Thursday, December 10, 2009

Gluten Free Labeling and the 20 ppm Standard

Q: Do you agree that gluten-free means that the product contains less than 20ppm of gluten, which the FDA has proposed but has not yet established as the threshold level for a gluten-free claim?

A: This is a very interesting question. And something that is hard for people to understand. Yes, gluten free technically means that it is less that 20 ppm (parts per million) of gluten according to the standards that have been proposed. But some companies use the testing thresh hold as a way to label something that is NOT, in fact, gluten free as being gluten free. Alex got very sick from RICE DREAMS rice milk that is labeled gluten free but uses gluten in the processing. The old label listed barley, which contains gluten, as an ingredient. Then they tested the product and it was under the testable amount. They took barley off the label and labeled it gluten free but did not change the recipe. So I am very aware that things can be labeled gluten free but use traces of gluten containing grains in the processing. Some people with celiac don't recover, despite a gluten free diet, but I wonder if they are eating some food that contains gluten under this level--and is labeled "gluten free."

I think it is unethical to label something that contains gluten as gluten free just because you can. Instead, I would recommend that the companies work to actually make the product gluten free, rather than uses the FDA thresh hold as a marketing tool and risk making people sick.

Here is my post on how I discovered Rice Dreams contains gluten and is not actually gluten free...and an interesting letter from the company!

It reminds me of the "mercury free" vaccines which are manufactured with mercury and then the mercury is removed. You can't get all of the mercury out-but they still call it "mercury free." People would die if we did this with peanuts or a peanut allergy! If you are sensitive to gluten or mercury your immune system will react to these traces the same as it will react to a large amount. Once you are better or older and your immune system is more developed, you won't be as sensitive, but people who are trying to heal will get sick and they will not know why.

It is also similar to "caffeine-free" coffee which does have traces of caffeine.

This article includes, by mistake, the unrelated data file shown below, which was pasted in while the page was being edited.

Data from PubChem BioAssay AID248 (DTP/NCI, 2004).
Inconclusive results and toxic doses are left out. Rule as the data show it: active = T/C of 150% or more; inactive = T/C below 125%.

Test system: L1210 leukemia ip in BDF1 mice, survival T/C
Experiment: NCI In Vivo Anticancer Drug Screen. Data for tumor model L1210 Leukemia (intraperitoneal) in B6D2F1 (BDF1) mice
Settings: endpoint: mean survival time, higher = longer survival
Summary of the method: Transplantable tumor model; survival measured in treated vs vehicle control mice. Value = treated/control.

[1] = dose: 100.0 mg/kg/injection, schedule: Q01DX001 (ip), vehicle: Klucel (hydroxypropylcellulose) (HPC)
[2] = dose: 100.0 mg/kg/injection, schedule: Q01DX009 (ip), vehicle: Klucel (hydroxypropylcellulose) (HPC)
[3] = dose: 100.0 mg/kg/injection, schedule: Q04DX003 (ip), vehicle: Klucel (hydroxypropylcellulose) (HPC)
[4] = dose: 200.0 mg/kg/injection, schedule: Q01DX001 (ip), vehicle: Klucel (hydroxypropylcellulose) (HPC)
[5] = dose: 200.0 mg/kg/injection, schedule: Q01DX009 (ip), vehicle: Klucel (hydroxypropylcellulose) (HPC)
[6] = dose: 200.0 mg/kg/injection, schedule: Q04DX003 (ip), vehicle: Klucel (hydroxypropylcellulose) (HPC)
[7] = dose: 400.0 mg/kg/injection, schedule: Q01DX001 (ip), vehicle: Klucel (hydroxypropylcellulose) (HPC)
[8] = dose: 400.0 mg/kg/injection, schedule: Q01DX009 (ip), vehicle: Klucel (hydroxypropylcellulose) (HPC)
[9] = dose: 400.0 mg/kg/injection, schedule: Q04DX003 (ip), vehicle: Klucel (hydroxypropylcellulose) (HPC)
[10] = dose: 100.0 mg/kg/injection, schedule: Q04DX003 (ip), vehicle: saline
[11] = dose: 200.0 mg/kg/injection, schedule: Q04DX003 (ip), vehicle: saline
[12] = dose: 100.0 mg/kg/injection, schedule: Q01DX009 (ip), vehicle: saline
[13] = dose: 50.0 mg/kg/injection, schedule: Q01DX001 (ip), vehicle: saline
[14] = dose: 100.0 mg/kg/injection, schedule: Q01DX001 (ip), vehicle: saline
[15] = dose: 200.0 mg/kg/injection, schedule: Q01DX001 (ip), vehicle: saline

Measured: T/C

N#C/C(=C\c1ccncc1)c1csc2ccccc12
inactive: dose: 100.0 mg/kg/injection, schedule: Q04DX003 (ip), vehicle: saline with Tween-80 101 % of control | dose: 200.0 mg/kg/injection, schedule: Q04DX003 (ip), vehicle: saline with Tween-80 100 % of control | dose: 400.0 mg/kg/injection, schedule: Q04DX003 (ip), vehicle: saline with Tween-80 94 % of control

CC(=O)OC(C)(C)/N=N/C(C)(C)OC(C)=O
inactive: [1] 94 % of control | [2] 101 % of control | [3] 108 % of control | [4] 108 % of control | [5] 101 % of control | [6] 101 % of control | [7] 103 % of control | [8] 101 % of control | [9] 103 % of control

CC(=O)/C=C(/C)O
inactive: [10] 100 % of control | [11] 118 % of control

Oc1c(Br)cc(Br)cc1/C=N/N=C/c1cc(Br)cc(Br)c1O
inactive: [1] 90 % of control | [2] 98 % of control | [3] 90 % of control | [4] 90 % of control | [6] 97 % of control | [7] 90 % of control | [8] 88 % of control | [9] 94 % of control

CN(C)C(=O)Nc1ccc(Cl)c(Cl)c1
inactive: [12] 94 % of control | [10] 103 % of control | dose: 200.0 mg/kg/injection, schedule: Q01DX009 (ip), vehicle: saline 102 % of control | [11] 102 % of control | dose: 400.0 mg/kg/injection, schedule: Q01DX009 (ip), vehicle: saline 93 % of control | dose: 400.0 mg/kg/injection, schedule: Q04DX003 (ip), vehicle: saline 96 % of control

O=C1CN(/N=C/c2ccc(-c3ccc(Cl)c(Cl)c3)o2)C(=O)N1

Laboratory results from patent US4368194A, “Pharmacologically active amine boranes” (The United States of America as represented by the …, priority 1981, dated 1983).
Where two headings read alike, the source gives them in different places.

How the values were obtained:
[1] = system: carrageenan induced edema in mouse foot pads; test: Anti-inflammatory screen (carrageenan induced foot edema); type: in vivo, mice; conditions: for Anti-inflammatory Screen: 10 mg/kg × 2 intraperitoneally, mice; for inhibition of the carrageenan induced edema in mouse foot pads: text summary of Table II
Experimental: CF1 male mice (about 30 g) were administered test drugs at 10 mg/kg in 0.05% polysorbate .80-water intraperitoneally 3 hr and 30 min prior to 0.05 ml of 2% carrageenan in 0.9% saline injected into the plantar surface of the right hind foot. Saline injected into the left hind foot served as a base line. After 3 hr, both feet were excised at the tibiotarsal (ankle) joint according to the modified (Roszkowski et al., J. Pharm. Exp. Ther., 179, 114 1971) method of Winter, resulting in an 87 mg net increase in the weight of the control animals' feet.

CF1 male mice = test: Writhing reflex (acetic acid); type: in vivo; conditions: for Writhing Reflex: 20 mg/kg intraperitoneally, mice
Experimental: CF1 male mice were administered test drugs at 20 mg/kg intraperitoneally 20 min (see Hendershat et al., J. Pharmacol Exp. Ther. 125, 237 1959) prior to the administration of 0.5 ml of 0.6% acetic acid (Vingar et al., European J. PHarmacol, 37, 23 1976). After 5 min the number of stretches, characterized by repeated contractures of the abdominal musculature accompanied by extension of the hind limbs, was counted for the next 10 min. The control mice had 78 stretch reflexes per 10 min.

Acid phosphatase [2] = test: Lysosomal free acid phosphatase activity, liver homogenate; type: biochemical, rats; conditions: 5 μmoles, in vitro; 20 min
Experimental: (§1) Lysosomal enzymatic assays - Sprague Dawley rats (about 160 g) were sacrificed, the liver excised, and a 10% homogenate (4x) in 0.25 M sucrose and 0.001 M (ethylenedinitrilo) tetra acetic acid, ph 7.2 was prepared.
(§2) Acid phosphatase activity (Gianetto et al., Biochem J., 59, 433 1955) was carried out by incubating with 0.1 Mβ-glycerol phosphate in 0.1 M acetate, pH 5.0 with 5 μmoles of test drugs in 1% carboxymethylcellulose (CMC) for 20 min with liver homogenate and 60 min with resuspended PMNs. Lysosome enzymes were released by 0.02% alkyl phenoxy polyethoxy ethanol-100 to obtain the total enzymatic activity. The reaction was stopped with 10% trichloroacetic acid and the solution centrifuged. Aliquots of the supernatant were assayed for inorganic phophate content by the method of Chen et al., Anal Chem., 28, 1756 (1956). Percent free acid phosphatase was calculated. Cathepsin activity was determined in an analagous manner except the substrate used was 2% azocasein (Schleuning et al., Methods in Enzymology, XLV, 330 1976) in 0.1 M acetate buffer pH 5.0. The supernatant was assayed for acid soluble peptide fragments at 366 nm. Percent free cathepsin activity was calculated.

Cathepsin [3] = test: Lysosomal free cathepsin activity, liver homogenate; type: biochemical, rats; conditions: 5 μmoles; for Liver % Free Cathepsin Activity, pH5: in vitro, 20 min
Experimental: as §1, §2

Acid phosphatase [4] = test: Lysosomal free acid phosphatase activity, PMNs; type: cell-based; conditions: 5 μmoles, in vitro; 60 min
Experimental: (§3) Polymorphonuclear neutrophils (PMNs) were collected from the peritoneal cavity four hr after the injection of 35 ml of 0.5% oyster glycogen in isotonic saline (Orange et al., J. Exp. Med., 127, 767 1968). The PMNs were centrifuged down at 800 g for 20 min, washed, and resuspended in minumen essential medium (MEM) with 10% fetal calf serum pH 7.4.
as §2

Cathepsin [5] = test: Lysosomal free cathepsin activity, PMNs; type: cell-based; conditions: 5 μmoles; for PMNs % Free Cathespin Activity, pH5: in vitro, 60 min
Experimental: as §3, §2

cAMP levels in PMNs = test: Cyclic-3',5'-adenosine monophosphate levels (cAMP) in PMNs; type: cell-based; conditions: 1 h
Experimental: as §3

Interestingly, in February 2009, Europe changed it's rules for labeling gluten free from 200 ppm to 20 ppm. which is a ten fold reductions in the amount of gluten that the food can contain in order to be considered gluten free.

3 comments:

Hapi said...

hello... hapi blogging... have a nice day! just visiting here....

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Our Family Is His said...

Just a warning to your fellow readers, the exact same thing is true of their Almond Dream, which my gluten intolerant child has been living off of. I read this about Rice Dream and called the company. I was first told, "the label says gluten free, you can also read the ingredient list". I said, "I am not asking you what the label says, I am asking you if gluten products, such as wheat, barley, and so on, are used in the processing of Almond Dream Unsweetened Milk?" She said, "hold please" and came back in about 10 seconds saying, "yes, barley is used in the production of Almond Dream, it's content it 20 ppm, so that's gluten free". I told her, "that's not gluten free, that means it has a little gluten in it. I would just like to say that you, as a company, should note this on your box since many people can't tolerate even a drop of gluten in their diets. It can do a lot of harm to a person's body that has serious issues with gluten." She said, "uh, ok, thank you" and that was it. Nothing will change, but now I know I have been hurting my son's body because I believed gluten free meant free of gluten. Silly me.

I really should have known this with what I know about "thermisol-free" vaccines.

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Michelle said...

I just discovered your blog via a link from another GF blog I frequent. Our kids are GFCF, and mostly processed sugar free too. Appreciate you bringing awareness not only to the issues we face with our GFCF lifestyle, but also the dangers in vaccines. Personally, we can't help thinking our lives would be drastically different now had our oldest child not received the MMR vaccine at 15 months. Please keep up the great work. I'm so glad I've found your blog and already see a few recipes I'm going to try.

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